Sales Gets a Bad Rap
When I ask business owners “Did you start your businesses so you could be in sales?” It’s not a surprise that most answer with a resounding "NO." Then they quickly find out that a good portion of their business day is focused on selling.
Along with the "yikes I'm in sales" reaction is an ingrained negative perception of “sales.” The ideas that come to mind are something like “salespeople pressure me into buying something I don’t want.” “Salespeople don’t stop talking." They don't listen and just want to sell me something.” “I hate being pitched.”
Sound familiar? Be honest haven’t you thought the same thing yourself.
Your first job as a salesperson is to change your often hidden, internal negative perceptions of salespeople.
These five powerful tools to stop you from giving sales a bad rap.
1. Ask more questions instead of telling your prospects what you think they need. By asking probing questions, you'll find a real pain. If there's no problem your product or service solves for this particular prospect, then gracefully move on to NEXT.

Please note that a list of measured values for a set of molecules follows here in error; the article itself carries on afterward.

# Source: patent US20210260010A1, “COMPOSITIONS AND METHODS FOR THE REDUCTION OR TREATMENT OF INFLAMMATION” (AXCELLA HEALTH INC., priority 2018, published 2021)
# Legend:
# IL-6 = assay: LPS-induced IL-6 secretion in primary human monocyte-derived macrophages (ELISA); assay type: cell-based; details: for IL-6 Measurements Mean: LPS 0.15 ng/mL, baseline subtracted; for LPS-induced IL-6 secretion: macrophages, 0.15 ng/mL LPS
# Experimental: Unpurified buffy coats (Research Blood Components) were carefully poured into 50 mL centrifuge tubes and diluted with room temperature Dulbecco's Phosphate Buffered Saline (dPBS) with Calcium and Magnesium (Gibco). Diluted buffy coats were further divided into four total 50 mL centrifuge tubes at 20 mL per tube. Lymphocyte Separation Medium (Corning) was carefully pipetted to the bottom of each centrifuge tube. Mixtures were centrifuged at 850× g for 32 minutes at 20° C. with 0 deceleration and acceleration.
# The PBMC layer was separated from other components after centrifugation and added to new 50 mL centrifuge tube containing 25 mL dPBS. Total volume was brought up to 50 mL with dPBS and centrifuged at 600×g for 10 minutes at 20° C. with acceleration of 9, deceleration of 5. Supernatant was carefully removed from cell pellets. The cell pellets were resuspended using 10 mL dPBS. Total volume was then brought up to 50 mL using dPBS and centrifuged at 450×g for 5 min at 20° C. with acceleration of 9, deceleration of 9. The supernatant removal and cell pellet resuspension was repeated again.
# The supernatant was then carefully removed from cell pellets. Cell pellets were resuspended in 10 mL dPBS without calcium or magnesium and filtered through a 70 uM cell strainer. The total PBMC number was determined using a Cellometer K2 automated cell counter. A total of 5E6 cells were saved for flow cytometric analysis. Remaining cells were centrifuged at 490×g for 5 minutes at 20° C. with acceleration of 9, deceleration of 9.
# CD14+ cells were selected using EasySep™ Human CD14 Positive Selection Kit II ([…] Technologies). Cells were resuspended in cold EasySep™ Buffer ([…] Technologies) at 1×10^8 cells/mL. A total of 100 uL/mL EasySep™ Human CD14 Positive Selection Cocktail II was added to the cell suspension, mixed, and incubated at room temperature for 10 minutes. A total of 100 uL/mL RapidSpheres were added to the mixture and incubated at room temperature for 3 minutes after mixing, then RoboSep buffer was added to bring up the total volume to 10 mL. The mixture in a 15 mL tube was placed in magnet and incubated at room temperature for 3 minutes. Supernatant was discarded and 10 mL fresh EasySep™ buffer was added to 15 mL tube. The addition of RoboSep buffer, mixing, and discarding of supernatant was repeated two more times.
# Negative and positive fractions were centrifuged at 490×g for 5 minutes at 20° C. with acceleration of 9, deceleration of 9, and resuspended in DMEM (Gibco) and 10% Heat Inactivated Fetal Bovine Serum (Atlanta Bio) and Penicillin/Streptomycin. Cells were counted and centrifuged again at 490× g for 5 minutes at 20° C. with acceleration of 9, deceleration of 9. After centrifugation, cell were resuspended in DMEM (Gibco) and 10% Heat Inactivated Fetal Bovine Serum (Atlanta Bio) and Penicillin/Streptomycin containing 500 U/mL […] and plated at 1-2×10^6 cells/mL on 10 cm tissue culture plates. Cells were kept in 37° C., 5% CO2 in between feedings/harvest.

2. Listen to what your prospect is saying; just as importantly, listen for what is not being said. For example, is “I can’t afford it” really a matter of affordability or are there hidden objections? Your job as a professional is to uncover the underlying objection.
3. Develop a personal connection with what you're selling. Do you believe in its value and have personal confidence in its ability to solve the customer’s problem? If you don't believe in what you're selling, neither will your prospect.
4. Be a life-long student of sales, honing your skills constantly. Always be Learning! Sales is as much an inside job as external tactics. Do you have a fear of rejection running in the background? Do you have “confidence on the phone”? Have you been trashed by the last client? Learn from these past experiences and move forward.
5. Be self-aware of your own buying behavior. Are you a data collector, price shopper or a “think it over” person? If so, you may be attracting the same type of prospects to your business. Change your own buying patterns and be more decisive about how you make purchases?
Embrace sales as art and a skill set. It’s a noble and complex profession for the most highly paid people.